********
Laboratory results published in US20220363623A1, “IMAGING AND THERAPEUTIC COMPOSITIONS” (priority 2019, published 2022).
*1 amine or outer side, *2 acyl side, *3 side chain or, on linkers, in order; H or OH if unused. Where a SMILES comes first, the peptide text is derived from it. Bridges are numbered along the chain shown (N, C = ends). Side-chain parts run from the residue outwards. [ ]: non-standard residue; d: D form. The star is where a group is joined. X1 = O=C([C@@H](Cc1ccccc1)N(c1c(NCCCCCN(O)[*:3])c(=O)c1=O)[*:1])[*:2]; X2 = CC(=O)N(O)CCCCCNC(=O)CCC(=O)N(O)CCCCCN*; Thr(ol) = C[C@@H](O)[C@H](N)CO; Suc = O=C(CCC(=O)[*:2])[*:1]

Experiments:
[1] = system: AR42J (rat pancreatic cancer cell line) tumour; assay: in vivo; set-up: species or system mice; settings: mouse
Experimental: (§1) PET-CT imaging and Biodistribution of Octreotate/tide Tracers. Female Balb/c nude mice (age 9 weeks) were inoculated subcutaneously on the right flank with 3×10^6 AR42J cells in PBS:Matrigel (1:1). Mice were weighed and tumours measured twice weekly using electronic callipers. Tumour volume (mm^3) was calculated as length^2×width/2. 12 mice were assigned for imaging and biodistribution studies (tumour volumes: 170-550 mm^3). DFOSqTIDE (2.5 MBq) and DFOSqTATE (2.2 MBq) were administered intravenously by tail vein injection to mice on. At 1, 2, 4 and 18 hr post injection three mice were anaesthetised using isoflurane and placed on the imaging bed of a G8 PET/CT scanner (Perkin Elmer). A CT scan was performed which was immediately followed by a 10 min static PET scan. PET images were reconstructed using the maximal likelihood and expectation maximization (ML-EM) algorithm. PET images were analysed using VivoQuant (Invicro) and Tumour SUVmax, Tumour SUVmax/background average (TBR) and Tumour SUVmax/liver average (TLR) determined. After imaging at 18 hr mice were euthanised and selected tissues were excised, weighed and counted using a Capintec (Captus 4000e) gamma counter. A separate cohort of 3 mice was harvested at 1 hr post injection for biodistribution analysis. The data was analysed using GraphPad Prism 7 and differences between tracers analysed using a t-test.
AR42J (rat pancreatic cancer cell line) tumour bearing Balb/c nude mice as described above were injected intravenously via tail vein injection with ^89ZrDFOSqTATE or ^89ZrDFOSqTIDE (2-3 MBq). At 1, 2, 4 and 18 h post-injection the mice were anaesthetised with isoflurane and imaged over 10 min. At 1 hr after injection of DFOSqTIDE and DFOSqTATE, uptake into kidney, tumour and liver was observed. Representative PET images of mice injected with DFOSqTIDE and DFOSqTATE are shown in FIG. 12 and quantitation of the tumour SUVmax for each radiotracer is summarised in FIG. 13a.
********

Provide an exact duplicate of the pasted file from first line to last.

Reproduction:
Laboratory results published in US20220363623A1, “IMAGING AND THERAPEUTIC COMPOSITIONS” (priority 2019, published 2022).
*1 amine or outer side, *2 acyl side, *3 side chain or, on linkers, in order; H or OH if unused. Where a SMILES comes first, the peptide text is derived from it. Bridges are numbered along the chain shown (N, C = ends). Side-chain parts run from the residue outwards. [ ]: non-standard residue; d: D form. The star is where a group is joined. X1 = O=C([C@@H](Cc1ccccc1)N(c1c(NCCCCCN(O)[*:3])c(=O)c1=O)[*:1])[*:2]; X2 = CC(=O)N(O)CCCCCNC(=O)CCC(=O)N(O)CCCCCN*; Thr(ol) = C[C@@H](O)[C@H](N)CO; Suc = O=C(CCC(=O)[*:2])[*:1]

Experiments:
[1] = system: AR42J (rat pancreatic cancer cell line) tumour; assay: in vivo; set-up: species or system mice; settings: mouse
Experimental: (§1) PET-CT imaging and Biodistribution of Octreotate/tide Tracers. Female Balb/c nude mice (age 9 weeks) were inoculated subcutaneously on the right flank with 3×10^6 AR42J cells in PBS:Matrigel (1:1). Mice were weighed and tumours measured twice weekly using electronic callipers. Tumour volume (mm^3) was calculated as length^2×width/2. 12 mice were assigned for imaging and biodistribution studies (tumour volumes: 170-550 mm^3). DFOSqTIDE (2.5 MBq) and DFOSqTATE (2.2 MBq) were administered intravenously by tail vein injection to mice on. At 1, 2, 4 and 18 hr post injection three mice were anaesthetised using isoflurane and placed on the imaging bed of a G8 PET/CT scanner (Perkin Elmer). A CT scan was performed which was immediately followed by a 10 min static PET scan. PET images were reconstructed using the maximal likelihood and expectation maximization (ML-EM) algorithm. PET images were analysed using VivoQuant (Invicro) and Tumour SUVmax, Tumour SUVmax/background average (TBR) and Tumour SUVmax/liver average (TLR) determined. After imaging at 18 hr mice were euthanised and selected tissues were excised, weighed and counted using a Capintec (Captus 4000e) gamma counter. A separate cohort of 3 mice was harvested at 1 hr post injection for biodistribution analysis. The data was analysed using GraphPad Prism 7 and differences between tracers analysed using a t-test.
AR42J (rat pancreatic cancer cell line) tumour bearing Balb/c nude mice as described above were injected intravenously via tail vein injection with ^89ZrDFOSqTATE or ^89ZrDFOSqTIDE (2-3 MBq). At 1, 2, 4 and 18 h post-injection the mice were anaesthetised with isoflurane and imaged over 10 min. At 1 hr after injection of DFOSqTIDE and DFOSqTATE, uptake into kidney, tumour and liver was observed. Representative PET images of mice injected with DFOSqTIDE and DFOSqTATE are shown in FIG. 12 and quantitation of the tumour SUVmax for each radiotracer is summarised in FIG. 13a.